So it is that Ava Johnson, although carrying the weight of being HIV positive, succeeds in making a complete turnaround in her life, both physically and mentally. She is the perfect New Age heroine, the ideal example for everyone who writes or reads those ubiquitous articles in women’s magazines that outline a seven- (or eight- or nine- or ten-) point program for physical/mental/spiritual well-being. She begins an exercise program, regularly walking three miles a day; she starts to learn Tai Chi from Eddie; she meditates twice a day; she and Joyce begin referring, in fashionable New Age feminist style, to “Mother/Father God”; she eats better and virtually eliminates her consumption of alcohol (giving up caffeine, however, proves too big a hurdle). Ava also learns to value what she has and to appreciate the present moment rather than dwelling on the past or worrying about the future. Going back to her roots in Idlewood, she finds that home can be more than simply the place you come from.
Ava is undoubtedly an attractive heroine. Her informal, chatty, confessional, diary-like narration has considerable verve and panache. She is resilient and able to learn. She has an innate decency and a sense of humor that carries her through the most difficult situations—and it is hard to imagine a more difficult situation than being diagnosed HIV positive, which, despite the recent advances in drug therapy, remains a slow death sentence for almost all of its victims.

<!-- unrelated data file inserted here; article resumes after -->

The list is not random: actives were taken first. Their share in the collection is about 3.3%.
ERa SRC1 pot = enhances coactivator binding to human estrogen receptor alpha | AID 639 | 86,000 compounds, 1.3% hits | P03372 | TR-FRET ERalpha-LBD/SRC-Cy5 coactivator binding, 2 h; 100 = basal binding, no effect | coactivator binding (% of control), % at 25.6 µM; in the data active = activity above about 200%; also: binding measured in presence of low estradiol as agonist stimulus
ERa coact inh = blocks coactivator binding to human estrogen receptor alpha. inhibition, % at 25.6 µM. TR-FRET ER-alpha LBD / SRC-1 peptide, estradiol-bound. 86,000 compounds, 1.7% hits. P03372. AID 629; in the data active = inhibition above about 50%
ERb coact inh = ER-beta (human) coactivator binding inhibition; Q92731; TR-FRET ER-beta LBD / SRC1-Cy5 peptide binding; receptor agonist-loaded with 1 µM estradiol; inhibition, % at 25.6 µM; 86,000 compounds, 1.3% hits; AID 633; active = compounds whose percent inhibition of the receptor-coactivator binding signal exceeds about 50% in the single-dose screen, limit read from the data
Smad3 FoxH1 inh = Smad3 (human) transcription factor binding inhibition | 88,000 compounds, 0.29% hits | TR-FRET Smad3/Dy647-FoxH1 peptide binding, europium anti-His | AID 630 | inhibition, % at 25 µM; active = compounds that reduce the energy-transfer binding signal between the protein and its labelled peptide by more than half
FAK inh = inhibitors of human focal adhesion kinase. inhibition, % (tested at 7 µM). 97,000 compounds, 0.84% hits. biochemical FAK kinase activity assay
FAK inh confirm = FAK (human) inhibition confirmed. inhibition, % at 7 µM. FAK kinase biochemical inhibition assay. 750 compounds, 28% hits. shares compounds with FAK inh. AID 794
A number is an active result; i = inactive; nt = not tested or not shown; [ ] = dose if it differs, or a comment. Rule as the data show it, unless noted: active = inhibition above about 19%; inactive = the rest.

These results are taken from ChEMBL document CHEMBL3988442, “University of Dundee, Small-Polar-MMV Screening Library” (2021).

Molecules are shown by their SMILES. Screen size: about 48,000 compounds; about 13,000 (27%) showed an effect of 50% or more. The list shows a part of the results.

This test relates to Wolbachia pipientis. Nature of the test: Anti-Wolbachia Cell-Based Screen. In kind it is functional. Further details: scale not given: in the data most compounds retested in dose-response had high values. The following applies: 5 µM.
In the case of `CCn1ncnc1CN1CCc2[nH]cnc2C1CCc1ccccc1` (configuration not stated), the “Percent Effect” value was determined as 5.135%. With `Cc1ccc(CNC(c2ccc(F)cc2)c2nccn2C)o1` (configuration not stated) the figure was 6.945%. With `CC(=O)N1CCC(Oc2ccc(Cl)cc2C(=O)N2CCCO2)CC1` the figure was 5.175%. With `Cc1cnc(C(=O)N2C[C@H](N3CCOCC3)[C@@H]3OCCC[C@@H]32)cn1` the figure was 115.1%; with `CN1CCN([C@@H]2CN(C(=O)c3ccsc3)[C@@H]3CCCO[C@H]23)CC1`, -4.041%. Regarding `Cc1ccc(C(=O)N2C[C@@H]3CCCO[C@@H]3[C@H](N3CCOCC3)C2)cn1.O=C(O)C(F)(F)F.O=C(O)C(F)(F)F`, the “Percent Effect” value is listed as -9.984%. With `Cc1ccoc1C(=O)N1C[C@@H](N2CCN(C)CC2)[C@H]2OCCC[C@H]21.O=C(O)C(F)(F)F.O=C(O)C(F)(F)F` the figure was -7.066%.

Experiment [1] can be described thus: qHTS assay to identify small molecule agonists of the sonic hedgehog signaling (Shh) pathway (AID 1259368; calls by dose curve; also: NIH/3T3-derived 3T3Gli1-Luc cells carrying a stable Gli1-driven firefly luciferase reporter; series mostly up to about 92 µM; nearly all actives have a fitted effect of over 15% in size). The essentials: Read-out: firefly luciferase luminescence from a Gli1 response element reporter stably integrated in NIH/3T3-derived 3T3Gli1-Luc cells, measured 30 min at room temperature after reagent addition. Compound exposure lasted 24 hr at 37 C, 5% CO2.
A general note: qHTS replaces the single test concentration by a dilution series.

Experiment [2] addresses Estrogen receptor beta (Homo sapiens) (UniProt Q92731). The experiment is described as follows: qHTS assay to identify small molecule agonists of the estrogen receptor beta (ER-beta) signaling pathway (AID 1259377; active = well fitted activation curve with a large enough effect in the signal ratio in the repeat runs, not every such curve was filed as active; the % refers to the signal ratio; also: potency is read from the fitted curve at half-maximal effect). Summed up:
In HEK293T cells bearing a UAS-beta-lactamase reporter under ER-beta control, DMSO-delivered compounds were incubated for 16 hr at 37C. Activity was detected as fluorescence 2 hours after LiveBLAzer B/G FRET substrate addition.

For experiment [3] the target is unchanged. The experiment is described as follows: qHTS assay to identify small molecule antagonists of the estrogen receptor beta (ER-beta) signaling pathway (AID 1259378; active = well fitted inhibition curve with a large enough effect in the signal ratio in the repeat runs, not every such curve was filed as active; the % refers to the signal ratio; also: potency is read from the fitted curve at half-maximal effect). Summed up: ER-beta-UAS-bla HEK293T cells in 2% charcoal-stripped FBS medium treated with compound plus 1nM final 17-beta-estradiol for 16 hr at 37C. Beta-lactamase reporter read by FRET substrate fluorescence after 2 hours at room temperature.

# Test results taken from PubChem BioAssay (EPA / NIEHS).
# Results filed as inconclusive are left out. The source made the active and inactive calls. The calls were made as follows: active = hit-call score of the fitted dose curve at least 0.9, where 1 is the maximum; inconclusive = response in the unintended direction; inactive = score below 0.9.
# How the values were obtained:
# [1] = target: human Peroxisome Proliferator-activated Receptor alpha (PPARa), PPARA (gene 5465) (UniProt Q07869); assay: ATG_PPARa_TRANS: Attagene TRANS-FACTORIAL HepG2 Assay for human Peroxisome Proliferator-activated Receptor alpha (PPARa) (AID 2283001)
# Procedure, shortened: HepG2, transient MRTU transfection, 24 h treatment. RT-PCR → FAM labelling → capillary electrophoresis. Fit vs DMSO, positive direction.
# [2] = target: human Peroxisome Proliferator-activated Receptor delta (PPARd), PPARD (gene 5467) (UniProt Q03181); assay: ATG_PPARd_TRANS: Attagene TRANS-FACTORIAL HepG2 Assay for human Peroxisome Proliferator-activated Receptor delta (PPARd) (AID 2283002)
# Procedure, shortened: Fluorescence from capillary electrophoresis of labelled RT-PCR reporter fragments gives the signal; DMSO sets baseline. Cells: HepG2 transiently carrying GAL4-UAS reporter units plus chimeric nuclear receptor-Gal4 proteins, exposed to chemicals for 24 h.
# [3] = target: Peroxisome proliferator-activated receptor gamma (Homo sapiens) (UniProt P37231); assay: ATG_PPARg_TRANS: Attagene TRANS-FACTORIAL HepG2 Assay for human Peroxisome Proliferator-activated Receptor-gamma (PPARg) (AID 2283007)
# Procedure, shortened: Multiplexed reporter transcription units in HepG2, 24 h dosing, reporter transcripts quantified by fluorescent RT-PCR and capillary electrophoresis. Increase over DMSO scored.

However, there is an odd paradox about Ava’s narration of her story. It is considerably wittier, earthy, irreverent, and entertaining in the early part of the novel, when she is at the height of her alienation from herself and her situation, than it is by the end. At the beginning, when she travels to Michigan and has to get used to living again in Idlewood, there is a gritty edge to her personality, as seen in her frequent use of street-slang, her self-confessions, her defiance, and her refusal to sugarcoat her situation or to lie to herself. All this sounds completely authentic; Ava has a genuine voice of her own. But, as her relationships with Joyce and Eddie deepen and she comes to terms with her situation, valuing the good that is in her life, she softens. She loses that street-smart edge to her language and becomes more bland and predictable. No doubt Cleage softened Ava on purpose, but the result is unfortunate. Instead of the heroine becoming progressively more interesting as the novel unfolds, she becomes considerably less so as she learns to do and say all the “politically correct” and “spiritually correct” things that her creator, who understandably wants to use her to convey a positive social message, requires her to say and do. The result is that Ava loses a quality that few people in real life ever do: the capacity to surprise or startle us.
Just to give one example: when early in the novel Ava describes her inability to adopt the kind of self-help program to reduce stress she sees described in magazine articles, she is humorous and engaging:
I read those articles all the time and I look at the things they recommend and I usually am not doing a single thing on the list. I consider doing them all the time, but I rationalize not starting to work on them immediately by thinking how they’d be so easy to do if I ever really wanted to do them. This is bulls— , of course, since every one of them would require a major redirecting of energy and since I’m already so guilt-ridden about not having done this stuff a long time ago, I could never just take one at a time. I’d have to tackle the whole righteous group simultaneously, or not at all.